The Hundred Thousand Kingdoms
by N.K. Jemisin
Yeine is unexpectedly named heiress to the king after her disowned mother’s untimely death. At the palace, she is caught in the middle of a power struggle with the two other potential heirs along with the many gods imprisoned there.
Books about gods generally don’t peak my interest. That’s not to say I don’t enjoy them, I just don’t feel drawn to them to even pick them up and give them a try. Recently, however, I have been trying to read things I would normally pass up based on some inkling that I might not love them even though I’m drawn to them. Ridiculous, I know. I’m working on it, lest I get caught in one sub-genre again and read myself into a rut or pass up so many books I never pick one up and actually read it. I happened upon this book while wandering aimlessly around the library. And I’m so glad I did. I had looked at it before and passed on it, but I went back to it and enjoyed it a lot.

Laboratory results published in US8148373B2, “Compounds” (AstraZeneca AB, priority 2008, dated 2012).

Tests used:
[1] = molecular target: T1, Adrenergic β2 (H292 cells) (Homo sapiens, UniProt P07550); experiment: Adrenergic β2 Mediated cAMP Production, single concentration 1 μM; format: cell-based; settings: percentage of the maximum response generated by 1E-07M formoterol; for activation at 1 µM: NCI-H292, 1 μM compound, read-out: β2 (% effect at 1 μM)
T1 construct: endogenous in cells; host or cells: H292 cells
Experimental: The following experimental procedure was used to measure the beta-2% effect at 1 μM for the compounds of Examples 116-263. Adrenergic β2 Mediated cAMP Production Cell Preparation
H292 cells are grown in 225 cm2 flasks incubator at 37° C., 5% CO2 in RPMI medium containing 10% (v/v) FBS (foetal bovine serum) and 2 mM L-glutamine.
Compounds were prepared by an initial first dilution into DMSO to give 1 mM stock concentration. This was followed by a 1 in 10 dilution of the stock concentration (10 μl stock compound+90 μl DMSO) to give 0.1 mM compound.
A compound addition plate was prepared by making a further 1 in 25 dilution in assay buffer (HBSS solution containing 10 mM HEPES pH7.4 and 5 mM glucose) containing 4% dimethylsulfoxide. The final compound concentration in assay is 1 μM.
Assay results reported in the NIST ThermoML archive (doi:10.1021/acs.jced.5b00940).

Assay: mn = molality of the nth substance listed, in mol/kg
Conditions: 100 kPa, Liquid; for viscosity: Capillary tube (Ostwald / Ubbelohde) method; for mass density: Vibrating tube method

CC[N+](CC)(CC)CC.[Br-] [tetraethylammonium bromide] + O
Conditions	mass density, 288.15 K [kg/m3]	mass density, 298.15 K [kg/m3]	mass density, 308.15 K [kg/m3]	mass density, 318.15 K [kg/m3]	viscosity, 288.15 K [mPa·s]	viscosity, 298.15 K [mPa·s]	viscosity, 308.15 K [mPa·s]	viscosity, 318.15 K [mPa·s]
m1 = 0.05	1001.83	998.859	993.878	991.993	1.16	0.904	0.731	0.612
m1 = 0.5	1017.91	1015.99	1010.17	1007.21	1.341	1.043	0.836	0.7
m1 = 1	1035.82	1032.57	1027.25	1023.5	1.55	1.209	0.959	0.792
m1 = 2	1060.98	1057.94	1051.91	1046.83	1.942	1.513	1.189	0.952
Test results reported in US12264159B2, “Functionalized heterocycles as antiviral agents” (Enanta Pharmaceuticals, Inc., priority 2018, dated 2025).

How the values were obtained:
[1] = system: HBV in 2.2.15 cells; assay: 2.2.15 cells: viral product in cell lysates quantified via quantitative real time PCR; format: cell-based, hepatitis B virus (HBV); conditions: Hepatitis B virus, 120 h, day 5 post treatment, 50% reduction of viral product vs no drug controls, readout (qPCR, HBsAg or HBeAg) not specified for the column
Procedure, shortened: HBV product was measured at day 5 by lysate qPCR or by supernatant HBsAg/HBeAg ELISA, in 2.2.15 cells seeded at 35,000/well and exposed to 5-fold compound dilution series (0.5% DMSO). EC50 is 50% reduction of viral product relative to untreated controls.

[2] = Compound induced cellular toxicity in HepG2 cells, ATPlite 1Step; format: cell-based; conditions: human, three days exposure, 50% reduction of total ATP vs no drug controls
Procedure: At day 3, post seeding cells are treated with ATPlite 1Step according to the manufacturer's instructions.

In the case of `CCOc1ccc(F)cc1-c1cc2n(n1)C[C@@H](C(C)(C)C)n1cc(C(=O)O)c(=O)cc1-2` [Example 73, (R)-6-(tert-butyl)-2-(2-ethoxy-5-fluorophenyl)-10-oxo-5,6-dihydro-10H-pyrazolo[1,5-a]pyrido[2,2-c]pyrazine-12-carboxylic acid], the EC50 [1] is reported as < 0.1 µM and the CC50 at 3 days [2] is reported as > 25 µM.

The world has the familiarity of the creation of the world, of humans, the balance of light and dark and everything in between. But the story takes place after that balance is disrupted. Yeine finds herself in a position of great responsibility and little control. The family she never knew places her in the center of a power struggle, the gods hope she can help them return to their full powers, all while she searches for answers to her mother’s death. The world and the characters were so fully developed and the plot was substantial with every characters’ individual motives, but all of them were connected. So glad I picked this one up finally. I’m already in the middle of the second book, and I intend to pick up the third as soon as I’m finished.